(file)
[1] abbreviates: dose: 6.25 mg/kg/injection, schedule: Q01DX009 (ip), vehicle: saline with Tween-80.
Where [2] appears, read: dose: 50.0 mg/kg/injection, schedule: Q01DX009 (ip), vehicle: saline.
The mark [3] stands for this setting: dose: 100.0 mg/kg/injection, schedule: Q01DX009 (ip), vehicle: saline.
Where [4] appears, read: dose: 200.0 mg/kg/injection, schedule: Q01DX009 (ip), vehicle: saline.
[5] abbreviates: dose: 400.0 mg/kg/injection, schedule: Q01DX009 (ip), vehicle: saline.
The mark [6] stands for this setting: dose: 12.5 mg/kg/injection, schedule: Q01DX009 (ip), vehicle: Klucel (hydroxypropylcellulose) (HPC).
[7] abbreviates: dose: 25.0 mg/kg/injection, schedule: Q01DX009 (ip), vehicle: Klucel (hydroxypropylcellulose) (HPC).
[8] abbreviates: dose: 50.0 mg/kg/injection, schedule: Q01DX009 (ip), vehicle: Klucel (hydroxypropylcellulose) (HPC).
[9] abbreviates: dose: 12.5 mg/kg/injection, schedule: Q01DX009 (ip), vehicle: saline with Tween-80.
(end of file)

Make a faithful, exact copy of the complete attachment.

[1] abbreviates: dose: 6.25 mg/kg/injection, schedule: Q01DX009 (ip), vehicle: saline with Tween-80.
Where [2] appears, read: dose: 50.0 mg/kg/injection, schedule: Q01DX009 (ip), vehicle: saline.
The mark [3] stands for this setting: dose: 100.0 mg/kg/injection, schedule: Q01DX009 (ip), vehicle: saline.
Where [4] appears, read: dose: 200.0 mg/kg/injection, schedule: Q01DX009 (ip), vehicle: saline.
[5] abbreviates: dose: 400.0 mg/kg/injection, schedule: Q01DX009 (ip), vehicle: saline.
The mark [6] stands for this setting: dose: 12.5 mg/kg/injection, schedule: Q01DX009 (ip), vehicle: Klucel (hydroxypropylcellulose) (HPC).
[7] abbreviates: dose: 25.0 mg/kg/injection, schedule: Q01DX009 (ip), vehicle: Klucel (hydroxypropylcellulose) (HPC).
[8] abbreviates: dose: 50.0 mg/kg/injection, schedule: Q01DX009 (ip), vehicle: Klucel (hydroxypropylcellulose) (HPC).
[9] abbreviates: dose: 12.5 mg/kg/injection, schedule: Q01DX009 (ip), vehicle: saline with Tween-80.